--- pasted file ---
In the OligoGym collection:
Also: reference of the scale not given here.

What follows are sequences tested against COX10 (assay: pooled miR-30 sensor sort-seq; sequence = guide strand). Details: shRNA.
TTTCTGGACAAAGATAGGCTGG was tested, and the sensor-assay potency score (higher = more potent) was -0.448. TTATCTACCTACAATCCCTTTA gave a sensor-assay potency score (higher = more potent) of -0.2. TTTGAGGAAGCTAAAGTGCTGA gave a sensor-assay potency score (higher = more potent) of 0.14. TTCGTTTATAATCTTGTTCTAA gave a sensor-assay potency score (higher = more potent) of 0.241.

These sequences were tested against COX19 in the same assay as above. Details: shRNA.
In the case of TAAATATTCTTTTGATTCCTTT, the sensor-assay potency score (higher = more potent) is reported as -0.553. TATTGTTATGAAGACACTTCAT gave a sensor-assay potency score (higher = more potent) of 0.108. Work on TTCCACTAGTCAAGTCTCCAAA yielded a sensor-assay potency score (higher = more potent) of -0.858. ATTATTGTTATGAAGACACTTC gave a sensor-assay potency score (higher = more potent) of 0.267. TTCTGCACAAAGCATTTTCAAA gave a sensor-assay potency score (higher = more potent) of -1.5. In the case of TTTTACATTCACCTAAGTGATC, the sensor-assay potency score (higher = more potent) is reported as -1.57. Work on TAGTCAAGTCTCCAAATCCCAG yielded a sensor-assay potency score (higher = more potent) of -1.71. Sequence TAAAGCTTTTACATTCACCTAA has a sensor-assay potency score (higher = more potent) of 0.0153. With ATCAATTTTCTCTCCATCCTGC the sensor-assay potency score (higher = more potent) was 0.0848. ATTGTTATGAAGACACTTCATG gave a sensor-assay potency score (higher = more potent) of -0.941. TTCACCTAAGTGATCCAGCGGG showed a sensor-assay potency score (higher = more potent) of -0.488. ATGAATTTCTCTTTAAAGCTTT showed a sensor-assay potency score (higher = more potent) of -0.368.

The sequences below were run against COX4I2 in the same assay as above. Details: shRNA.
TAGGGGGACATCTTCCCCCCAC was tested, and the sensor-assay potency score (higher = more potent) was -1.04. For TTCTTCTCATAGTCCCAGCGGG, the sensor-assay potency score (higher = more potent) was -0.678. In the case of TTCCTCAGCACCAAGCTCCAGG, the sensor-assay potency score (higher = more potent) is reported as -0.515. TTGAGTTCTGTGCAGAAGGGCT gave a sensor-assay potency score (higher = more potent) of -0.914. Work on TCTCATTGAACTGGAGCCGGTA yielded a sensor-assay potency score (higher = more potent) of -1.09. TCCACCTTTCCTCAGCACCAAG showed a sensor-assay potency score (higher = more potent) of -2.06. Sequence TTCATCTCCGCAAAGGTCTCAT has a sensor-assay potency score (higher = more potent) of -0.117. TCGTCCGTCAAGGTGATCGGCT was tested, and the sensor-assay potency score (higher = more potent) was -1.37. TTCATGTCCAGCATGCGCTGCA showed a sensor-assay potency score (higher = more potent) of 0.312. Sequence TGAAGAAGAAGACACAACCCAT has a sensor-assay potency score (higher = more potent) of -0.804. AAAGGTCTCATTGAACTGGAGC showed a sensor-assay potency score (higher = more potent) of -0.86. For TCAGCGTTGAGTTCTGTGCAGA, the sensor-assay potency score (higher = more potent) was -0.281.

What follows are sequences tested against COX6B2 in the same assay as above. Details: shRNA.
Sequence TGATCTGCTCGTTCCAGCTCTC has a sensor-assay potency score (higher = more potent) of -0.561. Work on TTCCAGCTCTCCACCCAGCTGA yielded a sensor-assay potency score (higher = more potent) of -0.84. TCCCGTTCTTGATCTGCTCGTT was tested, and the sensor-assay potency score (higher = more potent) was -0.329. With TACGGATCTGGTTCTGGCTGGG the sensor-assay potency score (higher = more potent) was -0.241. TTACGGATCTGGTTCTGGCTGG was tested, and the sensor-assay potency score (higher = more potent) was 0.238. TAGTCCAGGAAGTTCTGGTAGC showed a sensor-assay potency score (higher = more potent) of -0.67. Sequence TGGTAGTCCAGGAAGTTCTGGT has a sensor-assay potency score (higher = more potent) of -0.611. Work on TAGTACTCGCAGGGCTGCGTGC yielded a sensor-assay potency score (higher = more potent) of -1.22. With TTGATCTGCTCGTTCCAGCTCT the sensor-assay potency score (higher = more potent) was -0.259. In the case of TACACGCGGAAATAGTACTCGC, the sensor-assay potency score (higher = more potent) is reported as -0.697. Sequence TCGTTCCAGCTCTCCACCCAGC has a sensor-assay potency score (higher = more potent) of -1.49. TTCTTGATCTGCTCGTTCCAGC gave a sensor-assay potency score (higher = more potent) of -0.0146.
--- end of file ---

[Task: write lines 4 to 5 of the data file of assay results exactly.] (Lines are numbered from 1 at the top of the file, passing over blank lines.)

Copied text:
TTTCTGGACAAAGATAGGCTGG was tested, and the sensor-assay potency score (higher = more potent) was -0.448. TTATCTACCTACAATCCCTTTA gave a sensor-assay potency score (higher = more potent) of -0.2. TTTGAGGAAGCTAAAGTGCTGA gave a sensor-assay potency score (higher = more potent) of 0.14. TTCGTTTATAATCTTGTTCTAA gave a sensor-assay potency score (higher = more potent) of 0.241.

These sequences were tested against COX19 in the same assay as above. Details: shRNA.